Listen here: http://mynorthwest.com/category/tbtl_player/?a=9972967

I desperately wish that KUOW would once again fill their expensive (paid with your donation dollars) and beautiful studios with local programming. Their executives unfortunately cling to the belief that national programming need to be regurgitated constantly because busy listeners only hear little bits at a time. It is sad that they don't realize that we have many other sources for this news. Original and local programming gives a radio station life, and serve its community. That is what we lost when Weekday went away.

Finally, I wanted to add my agreement about Warren Olney. I know his style may grate, but he is by far the best interviewer and all around newsperson on the air.

Posted Mon, Jun 16, 10:28 a.m. Inappropriate

I guess it costs less to have miscellaneous interns read Bleing press releases.


Posted Mon, Jun 16, 10:29 a.m. Inappropriate

That should be Boeing


Posted Tue, Jun 17, 2:30 p.m. Inappropriate

Warren Olney a good interviewer - are you kidding. All that guy does is constantly, I mean constantly say something along the lines of "well so-and-so. our other guest says this - what is your reply". I'd vote for him as one of the worst interviewers I hear on public radio, no insights, no pulling apart the discussion, no probing questions. His interviews are constantly very simple and unsophisticated. He lets so much go and always misses opportunities to ask probing questions. I don't think he is especially bright or well prepared. Plus his vocal style is amazingly annoying.


Posted Sun, Jun 22, 2:14 p.m. Inappropriate

Sounds like what you want, Treker, is someone who rants and has a bias going in. Warren Olney has the rare ability to deftly summarize the often wandering comments of his guests in order to get a response from someone who disagrees, who is then allowed to respond without being dogged by the host or the other interviewee(s). Half the complaints about KUOW's current situation is that programming has been chopped up into bite-size bits, but Olney is one of the few who allow guests to speak their piece without unnecessary interruption (contrast his style with Chris Matthews's style, for example). I can only respond to your assessment of Olney's vocal style as "amazingly annoying" as one person's opinion, and nothing more. If you want biased opinion, head to Fox News. But if, like most public radio listeners, you want fuller presentation of divergent opinions with a more-or-less impartial referee (which I think in today's media landscape, only public broadcasting is even close to achieving), Warren Olney gives you that. And in many ways, Steve Scher did, too. Maybe he wandered in his own way, but I'd rather spend time listening on that end of the spectrum than on that of the blathering opinionators everywhere else.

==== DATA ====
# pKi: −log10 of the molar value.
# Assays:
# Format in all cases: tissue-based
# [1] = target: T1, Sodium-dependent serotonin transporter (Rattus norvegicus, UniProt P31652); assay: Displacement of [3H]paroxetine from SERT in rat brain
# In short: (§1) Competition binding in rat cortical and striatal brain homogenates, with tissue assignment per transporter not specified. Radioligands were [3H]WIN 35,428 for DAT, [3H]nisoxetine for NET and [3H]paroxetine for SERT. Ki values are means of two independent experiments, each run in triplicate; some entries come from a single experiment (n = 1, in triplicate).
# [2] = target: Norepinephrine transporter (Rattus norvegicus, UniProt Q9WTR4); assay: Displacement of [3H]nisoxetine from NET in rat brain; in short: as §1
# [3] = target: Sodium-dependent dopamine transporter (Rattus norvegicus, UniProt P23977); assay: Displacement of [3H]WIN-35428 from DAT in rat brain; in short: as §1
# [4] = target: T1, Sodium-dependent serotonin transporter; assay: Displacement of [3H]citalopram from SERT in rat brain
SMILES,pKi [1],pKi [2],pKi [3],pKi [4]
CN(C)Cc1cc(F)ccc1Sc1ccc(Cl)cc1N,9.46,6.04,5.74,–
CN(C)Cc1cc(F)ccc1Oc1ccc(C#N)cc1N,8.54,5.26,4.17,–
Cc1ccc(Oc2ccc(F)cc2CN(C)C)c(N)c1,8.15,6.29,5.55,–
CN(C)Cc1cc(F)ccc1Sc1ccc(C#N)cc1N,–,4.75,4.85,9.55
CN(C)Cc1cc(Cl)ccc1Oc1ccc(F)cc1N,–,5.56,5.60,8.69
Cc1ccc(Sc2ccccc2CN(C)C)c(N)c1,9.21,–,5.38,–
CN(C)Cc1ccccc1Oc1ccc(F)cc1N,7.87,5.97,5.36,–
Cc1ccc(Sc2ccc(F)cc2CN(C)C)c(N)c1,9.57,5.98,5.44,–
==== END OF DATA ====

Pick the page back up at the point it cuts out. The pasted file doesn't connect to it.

Posted Wed, Jun 18, 8:34 a.m. Inappropriate

Where oh where is the journalism of the 5 w's and h?
Where is there journalism that is not secretarial--that doesn't just facilitate the script written by money/power?

At least Crosscut is providing some significant cross winds to this influence. But is it enough to counter our disastrous foreign adventures in Ukraine, Syria, Iraq, Afghanistan ad infinitum, and our bailing out of the too-big-to fail cohort, and our conditioned-reflex pushes to pursue an assumed unlimited growth that produces a system of tweedledee and tweedle-dumb differences.

Posted Wed, Jun 25, 6:50 a.m. Inappropriate

I agree fully with small_d. KUOW's style of calm, thoughtful reasoned commentary is just becoming the minority. The mistake being made, however, is that, this style is what other outlets SHOULD be doing.

The real problem is that the mission of informing people about 'news' about their community, their city, their government, can be really BORING. So you're not going to have the highest ratings by delivering good, quality news shows. It's just not as exciting and visually entertaining as say, a fire, a car wreck, a wardrobe malfunction, or some twit ranting on the radio about his rather irrelevant opinions.

The other problem is that radio stations aren't rated by their quality but by their cost. A better rating system would be based upon how well informed listeners are. By this rating system, comedy shows like Jon Stewart inform the viewers better than alleged 'news' companies like Fox.

Posted Thu, Jun 26, 1:36 p.m. Inappropriate

KUOW has lost all personality. Total sellouts. Losing Steve Scher was predictable. The station is no longer listenable.


Posted Tue, Jul 8, 9:24 p.m. Inappropriate

Management of KUOW has been obsessed with "ratings" for the last 12 years.

In search of ratings they have lost the essence of public radio.
A homogenized, A.D.D., international/local goulash of radio snippets is not what made us love Public Radio (and made me work in it for 30 years).

Very sad to see where much of the Public radio system is going. Interesting that many top shows (This American LIfe, American Routes.....) are leaving the traditional NPR/PRI distribution channels.

And Steve (and Dave Beck) have left KUOW. Good for them ..... do the right thing, not the ratings thing.